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Definition

Pentecostalism is a Spirit-emphasizing movement that is characterized by several unique doctrines and practices, including baptism in the Spirit for Christians after conversion, speaking in tongues as evidence of that Spirit-baptism, and the exercise of all the spiritual gifts. These charismata include the “sign” or “miraculous” gifts of word of knowledge, word of wisdom, prophecy, miracles, healings, speaking in tongues, and interpretation of tongues.

Summary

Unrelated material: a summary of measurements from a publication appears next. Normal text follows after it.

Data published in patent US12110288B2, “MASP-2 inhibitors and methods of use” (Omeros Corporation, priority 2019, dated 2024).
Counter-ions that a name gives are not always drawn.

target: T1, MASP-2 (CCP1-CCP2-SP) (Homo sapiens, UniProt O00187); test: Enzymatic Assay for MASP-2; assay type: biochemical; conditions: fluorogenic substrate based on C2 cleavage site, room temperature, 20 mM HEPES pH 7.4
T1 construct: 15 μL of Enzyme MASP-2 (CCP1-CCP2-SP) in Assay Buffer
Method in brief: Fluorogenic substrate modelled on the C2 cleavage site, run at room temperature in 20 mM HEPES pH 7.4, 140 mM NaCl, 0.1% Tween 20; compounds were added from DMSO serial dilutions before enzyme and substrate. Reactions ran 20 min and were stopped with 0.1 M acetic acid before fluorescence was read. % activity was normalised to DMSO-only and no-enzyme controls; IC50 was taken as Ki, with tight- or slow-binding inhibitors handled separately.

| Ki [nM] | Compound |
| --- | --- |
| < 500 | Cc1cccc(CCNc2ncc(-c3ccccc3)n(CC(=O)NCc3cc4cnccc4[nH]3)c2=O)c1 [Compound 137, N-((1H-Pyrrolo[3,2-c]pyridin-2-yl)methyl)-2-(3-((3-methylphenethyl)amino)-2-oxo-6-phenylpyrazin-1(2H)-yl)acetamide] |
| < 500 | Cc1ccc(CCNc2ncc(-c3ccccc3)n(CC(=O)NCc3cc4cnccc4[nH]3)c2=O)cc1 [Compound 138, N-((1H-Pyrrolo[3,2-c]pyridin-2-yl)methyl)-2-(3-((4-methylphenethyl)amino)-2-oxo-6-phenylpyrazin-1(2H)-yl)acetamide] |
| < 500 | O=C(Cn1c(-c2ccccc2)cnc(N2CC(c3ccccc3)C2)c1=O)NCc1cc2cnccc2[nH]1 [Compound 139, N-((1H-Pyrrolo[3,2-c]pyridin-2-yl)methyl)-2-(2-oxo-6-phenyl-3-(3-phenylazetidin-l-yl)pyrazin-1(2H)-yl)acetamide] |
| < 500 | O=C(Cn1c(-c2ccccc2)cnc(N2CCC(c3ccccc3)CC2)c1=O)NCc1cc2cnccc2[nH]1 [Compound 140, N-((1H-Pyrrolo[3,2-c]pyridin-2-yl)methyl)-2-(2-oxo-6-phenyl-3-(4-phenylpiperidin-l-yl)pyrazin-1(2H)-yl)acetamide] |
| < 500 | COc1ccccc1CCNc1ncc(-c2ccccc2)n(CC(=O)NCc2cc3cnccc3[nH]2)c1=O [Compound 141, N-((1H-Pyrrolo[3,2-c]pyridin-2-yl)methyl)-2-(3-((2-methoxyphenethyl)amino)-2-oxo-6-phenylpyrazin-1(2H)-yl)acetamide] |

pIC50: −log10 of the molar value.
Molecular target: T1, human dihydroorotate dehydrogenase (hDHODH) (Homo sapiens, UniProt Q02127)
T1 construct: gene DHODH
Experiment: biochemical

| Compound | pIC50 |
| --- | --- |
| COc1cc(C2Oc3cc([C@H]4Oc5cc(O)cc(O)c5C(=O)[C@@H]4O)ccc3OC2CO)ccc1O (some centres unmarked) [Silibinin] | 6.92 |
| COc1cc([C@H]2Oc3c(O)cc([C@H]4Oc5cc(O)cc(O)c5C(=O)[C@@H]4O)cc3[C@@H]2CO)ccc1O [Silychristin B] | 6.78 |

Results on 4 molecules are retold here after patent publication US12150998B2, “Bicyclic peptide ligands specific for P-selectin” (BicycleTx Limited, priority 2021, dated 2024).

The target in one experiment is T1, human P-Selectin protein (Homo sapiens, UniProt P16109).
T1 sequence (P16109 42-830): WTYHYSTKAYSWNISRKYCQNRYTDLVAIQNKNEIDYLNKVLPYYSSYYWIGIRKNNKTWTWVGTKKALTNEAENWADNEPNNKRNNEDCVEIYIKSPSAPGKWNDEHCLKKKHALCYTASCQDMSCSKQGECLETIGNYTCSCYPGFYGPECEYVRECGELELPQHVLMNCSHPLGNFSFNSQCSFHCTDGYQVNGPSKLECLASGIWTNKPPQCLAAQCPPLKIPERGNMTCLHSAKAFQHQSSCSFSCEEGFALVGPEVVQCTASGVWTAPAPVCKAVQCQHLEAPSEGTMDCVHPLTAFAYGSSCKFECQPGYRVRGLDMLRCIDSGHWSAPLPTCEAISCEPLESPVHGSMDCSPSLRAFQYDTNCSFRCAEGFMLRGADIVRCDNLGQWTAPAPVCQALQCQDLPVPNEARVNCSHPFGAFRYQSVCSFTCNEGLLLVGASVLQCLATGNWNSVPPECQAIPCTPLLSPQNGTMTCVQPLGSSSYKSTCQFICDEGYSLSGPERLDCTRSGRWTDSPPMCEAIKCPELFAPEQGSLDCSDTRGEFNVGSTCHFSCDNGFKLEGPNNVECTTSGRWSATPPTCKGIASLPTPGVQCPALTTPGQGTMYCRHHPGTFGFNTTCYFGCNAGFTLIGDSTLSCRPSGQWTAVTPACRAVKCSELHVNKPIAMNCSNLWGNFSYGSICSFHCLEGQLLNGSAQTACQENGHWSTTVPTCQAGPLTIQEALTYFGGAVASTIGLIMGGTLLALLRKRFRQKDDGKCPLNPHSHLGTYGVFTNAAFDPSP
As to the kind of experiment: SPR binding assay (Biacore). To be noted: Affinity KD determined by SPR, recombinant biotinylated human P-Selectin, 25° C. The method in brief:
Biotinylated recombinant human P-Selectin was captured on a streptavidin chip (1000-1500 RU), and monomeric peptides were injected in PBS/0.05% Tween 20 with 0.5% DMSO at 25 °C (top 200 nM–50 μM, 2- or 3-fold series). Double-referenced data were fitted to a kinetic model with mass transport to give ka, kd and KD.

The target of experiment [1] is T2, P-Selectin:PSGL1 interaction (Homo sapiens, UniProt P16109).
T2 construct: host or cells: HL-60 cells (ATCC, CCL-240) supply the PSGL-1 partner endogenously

This article addresses Pentecostalism and the theology associated with it, noting its origins and mentioning two movements—the charismatic movement and third-wave evangelicalism—that flow from it. Passing over the many commonalities that Pentecostalism shares with other Christian traditions, the article focuses on its theological, experiential, and missional distinctives. While many of these distinctives are well grounded and appreciated by most other traditions, some Pentecostal elements raise concerns.

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